Mother of slain daughter ‘not surprised’ by inaction at Virginia special session

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Turning pain into progress

RICHMOND, Va. (WRIC) — Tuesday’s special session at the capitol wrapped up in less than two hours.

A family who was in attendance was hoping for change. They said they were not surprised the session was moved until after the election.

Republicans ended it and voted to meet again in November after the election. A republican leader told 8News on Tuesday that the move to November is to give the Virginia State Crime Commission more time to review the bills.

RELATED: The latest: Virginia Senate adjourns special session until November 18

Kristy Burrus-Clay is a Chesterfield mother who lost her daughter after she was shot at a stop light in Richmond almost a year ago.

“So many why’s and we’re left with leaning on our faith because we will never know the answers to those questions,” Burrus-Clay said.

Her daughter Krissia Henderson-Burrus was shot at a stop light on Hull Street before crashing her car in a McDonald’s parking lot. She died a few hours later.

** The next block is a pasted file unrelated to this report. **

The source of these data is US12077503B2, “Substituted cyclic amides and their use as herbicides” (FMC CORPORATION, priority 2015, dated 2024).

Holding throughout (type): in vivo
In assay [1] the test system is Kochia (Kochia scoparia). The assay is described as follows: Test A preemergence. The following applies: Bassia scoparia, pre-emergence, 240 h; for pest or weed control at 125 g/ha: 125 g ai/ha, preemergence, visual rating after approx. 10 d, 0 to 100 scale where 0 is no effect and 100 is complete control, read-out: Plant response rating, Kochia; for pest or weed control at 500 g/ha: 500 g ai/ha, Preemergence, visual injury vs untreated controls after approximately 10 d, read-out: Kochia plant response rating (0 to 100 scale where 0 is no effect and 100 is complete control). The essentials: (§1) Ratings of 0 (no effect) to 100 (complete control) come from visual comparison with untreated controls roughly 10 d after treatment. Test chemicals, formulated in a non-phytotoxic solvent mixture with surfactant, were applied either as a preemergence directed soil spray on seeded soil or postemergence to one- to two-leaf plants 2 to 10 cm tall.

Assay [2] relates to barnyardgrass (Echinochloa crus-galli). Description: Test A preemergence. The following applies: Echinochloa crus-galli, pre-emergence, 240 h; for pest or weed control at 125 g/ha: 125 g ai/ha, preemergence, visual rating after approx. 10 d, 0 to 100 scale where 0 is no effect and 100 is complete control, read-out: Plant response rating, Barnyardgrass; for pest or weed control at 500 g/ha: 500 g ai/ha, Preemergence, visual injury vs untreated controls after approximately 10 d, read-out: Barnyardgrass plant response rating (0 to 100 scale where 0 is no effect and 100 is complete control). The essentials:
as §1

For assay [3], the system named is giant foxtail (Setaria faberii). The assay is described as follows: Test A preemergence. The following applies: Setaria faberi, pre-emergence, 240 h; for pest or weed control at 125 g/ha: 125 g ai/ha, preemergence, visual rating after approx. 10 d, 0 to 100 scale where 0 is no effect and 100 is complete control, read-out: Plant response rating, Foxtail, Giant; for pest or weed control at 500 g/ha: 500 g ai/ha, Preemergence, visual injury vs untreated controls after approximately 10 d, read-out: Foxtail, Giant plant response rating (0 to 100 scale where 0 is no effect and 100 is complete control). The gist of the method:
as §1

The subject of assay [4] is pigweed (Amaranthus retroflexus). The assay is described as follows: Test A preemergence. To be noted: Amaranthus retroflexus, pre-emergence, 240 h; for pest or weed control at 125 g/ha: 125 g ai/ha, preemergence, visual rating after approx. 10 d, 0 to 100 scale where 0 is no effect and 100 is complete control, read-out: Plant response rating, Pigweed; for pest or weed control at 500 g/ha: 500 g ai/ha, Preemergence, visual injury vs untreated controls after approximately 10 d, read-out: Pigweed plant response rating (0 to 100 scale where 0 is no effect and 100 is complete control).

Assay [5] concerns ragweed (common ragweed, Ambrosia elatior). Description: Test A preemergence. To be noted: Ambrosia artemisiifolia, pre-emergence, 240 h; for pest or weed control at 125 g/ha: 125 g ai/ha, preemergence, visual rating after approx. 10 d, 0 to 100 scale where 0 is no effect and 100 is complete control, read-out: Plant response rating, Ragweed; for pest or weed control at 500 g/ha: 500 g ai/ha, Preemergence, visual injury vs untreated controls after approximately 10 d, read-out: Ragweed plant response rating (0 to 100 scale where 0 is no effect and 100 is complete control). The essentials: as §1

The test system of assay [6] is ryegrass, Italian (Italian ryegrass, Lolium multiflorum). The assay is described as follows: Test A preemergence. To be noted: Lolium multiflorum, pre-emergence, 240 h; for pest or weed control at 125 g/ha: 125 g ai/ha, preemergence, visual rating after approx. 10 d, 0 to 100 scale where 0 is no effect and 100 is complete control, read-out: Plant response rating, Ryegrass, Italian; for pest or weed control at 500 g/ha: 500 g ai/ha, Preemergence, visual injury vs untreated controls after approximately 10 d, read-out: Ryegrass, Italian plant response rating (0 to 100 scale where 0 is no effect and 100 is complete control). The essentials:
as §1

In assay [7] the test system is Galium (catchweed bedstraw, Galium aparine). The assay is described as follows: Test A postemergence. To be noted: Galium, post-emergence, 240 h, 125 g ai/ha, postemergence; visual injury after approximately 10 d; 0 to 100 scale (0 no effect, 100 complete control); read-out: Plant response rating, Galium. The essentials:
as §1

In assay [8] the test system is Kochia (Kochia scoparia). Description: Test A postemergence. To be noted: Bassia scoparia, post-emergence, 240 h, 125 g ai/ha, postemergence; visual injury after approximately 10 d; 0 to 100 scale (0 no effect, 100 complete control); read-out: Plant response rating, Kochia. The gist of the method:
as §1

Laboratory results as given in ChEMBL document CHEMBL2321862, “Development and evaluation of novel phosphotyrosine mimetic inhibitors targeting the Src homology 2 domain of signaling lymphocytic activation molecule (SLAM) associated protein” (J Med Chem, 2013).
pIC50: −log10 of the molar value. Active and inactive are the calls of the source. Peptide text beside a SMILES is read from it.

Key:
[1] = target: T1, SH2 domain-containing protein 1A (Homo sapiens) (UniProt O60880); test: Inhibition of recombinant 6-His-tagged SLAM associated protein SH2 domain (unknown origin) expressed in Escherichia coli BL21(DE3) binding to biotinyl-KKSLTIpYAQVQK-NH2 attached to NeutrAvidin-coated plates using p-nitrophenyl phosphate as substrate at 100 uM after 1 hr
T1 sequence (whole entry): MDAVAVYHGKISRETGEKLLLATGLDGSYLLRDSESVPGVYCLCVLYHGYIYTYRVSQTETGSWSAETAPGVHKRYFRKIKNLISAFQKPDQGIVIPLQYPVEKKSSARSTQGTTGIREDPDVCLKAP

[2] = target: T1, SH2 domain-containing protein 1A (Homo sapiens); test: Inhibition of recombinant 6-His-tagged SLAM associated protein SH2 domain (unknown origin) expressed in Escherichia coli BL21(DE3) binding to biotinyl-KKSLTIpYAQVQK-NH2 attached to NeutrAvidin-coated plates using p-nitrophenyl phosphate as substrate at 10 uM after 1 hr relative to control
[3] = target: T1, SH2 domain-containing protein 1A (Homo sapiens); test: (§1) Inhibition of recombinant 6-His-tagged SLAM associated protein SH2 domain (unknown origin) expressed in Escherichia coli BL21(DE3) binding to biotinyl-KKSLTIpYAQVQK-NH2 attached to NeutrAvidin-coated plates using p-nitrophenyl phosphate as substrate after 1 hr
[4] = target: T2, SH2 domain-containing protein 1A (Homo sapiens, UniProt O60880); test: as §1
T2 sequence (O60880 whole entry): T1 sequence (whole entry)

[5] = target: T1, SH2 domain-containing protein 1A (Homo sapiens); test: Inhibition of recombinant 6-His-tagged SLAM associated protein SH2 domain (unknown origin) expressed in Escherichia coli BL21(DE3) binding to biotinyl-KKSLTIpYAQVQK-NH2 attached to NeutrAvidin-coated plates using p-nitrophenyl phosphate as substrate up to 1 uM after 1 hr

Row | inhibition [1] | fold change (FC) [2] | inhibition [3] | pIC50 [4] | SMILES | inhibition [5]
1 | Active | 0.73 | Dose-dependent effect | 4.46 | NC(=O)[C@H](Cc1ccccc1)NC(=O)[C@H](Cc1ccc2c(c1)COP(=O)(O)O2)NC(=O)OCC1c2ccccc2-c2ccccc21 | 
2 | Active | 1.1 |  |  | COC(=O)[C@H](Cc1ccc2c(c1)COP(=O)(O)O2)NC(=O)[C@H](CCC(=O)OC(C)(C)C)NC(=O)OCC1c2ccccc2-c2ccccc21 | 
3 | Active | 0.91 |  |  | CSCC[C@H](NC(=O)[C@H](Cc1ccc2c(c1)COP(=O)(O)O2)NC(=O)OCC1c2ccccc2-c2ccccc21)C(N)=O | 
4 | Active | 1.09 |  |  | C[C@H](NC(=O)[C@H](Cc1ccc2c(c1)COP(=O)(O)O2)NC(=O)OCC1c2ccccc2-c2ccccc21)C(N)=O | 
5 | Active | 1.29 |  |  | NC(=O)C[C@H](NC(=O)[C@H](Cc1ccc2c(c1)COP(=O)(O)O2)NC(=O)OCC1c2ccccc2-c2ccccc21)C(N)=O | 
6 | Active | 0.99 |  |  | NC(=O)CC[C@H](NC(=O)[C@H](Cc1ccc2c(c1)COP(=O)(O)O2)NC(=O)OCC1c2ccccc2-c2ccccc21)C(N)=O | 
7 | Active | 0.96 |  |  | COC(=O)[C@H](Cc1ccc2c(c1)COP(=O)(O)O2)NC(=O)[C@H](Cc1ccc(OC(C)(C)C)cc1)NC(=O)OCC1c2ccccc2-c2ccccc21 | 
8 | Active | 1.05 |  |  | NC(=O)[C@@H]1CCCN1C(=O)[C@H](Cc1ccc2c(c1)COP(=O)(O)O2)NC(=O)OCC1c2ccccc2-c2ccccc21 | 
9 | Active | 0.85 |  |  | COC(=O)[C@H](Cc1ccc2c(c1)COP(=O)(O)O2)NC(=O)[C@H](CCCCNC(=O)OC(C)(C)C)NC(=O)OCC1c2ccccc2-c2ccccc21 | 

RELATED: Woman found shot in crashed car at McDonald’s dies at hospital

Krissia’s homicide is still under investigation.

“We’re still struggling,” Burrus-Clay said. ” We’re still struggling.” 

As she grieves, Kristy said she is turning her pain into advocating for change.

“There needs to be a little bit more control around background checks around gun ownership or possession,” Burrus-Clay said.

RELATED: After tragic loss of daughter, Chesterfield mother fights to end gun violence

Kristy said she spent Tuesday morning hoping and praying for a vote on three of the bills. Instead, she will have to wait until November 18.

“Once I got over the emotional sorrow, that our lives don’t matter, I realized our work is not done,” Burrus-Clay said.  

Kristy said the second amendment is not the problem but a community ignoring violence is.

RELATED: Father of 9-year-old Markiya Dickson applauds Northam’s call for gun control

“We will continue to have community events just to create awareness that safety is paramount,” Burrus-Clay said. “And it’s not solely on the shoulders of our lawmakers.”

Burrus-Clay is also working with schools, parents and state senators. She developing a course for children starting in kindergarten.

RELATED: ‘I give her life’: Mother works to ensure slain daughter’s journey continues

“We need to enforce the importance of directing our child appropriately in the home.” 

There are two community events coming up for families both focusing on ending violence in the area.

  • July 13: St. Paul Baptist Church on Hull Street at 12 p.m.
  • July 20: Petersburg Stop the Violence Cookout on 550 Farmer Street from 3 p.m. to 7 p.m.

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